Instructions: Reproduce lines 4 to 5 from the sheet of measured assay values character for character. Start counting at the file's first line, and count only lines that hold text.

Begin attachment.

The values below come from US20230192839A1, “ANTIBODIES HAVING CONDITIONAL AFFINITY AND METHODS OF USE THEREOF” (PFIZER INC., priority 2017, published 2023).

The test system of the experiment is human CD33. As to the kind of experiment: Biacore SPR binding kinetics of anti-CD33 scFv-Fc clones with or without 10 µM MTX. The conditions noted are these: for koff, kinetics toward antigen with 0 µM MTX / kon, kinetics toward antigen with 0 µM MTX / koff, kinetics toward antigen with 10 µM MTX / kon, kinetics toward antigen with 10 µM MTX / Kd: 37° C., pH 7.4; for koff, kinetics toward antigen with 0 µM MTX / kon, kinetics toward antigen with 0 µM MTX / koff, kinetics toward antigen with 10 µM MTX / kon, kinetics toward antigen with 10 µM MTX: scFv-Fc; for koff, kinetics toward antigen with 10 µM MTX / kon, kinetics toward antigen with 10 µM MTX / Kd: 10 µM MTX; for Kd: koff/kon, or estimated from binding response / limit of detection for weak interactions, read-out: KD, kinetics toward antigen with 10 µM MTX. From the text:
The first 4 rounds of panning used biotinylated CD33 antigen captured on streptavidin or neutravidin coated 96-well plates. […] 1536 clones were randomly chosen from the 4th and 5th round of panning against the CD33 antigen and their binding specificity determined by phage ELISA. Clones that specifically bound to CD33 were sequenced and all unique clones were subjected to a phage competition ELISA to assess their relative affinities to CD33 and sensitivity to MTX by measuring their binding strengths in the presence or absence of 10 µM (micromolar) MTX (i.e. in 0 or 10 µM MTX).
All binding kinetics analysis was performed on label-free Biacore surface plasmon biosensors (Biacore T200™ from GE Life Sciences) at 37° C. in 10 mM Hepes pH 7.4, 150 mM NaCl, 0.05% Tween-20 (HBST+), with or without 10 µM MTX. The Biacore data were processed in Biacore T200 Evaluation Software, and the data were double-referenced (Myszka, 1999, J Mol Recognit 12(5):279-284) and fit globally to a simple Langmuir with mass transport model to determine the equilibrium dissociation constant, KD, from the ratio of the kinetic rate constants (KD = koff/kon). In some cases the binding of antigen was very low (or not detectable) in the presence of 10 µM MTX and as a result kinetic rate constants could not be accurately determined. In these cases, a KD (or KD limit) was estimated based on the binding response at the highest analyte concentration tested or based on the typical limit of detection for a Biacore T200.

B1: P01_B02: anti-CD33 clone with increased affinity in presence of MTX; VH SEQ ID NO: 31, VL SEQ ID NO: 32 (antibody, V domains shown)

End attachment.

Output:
All binding kinetics analysis was performed on label-free Biacore surface plasmon biosensors (Biacore T200™ from GE Life Sciences) at 37° C. in 10 mM Hepes pH 7.4, 150 mM NaCl, 0.05% Tween-20 (HBST+), with or without 10 µM MTX. The Biacore data were processed in Biacore T200 Evaluation Software, and the data were double-referenced (Myszka, 1999, J Mol Recognit 12(5):279-284) and fit globally to a simple Langmuir with mass transport model to determine the equilibrium dissociation constant, KD, from the ratio of the kinetic rate constants (KD = koff/kon). In some cases the binding of antigen was very low (or not detectable) in the presence of 10 µM MTX and as a result kinetic rate constants could not be accurately determined. In these cases, a KD (or KD limit) was estimated based on the binding response at the highest analyte concentration tested or based on the typical limit of detection for a Biacore T200.

B1: P01_B02: anti-CD33 clone with increased affinity in presence of MTX; VH SEQ ID NO: 31, VL SEQ ID NO: 32 (antibody, V domains shown)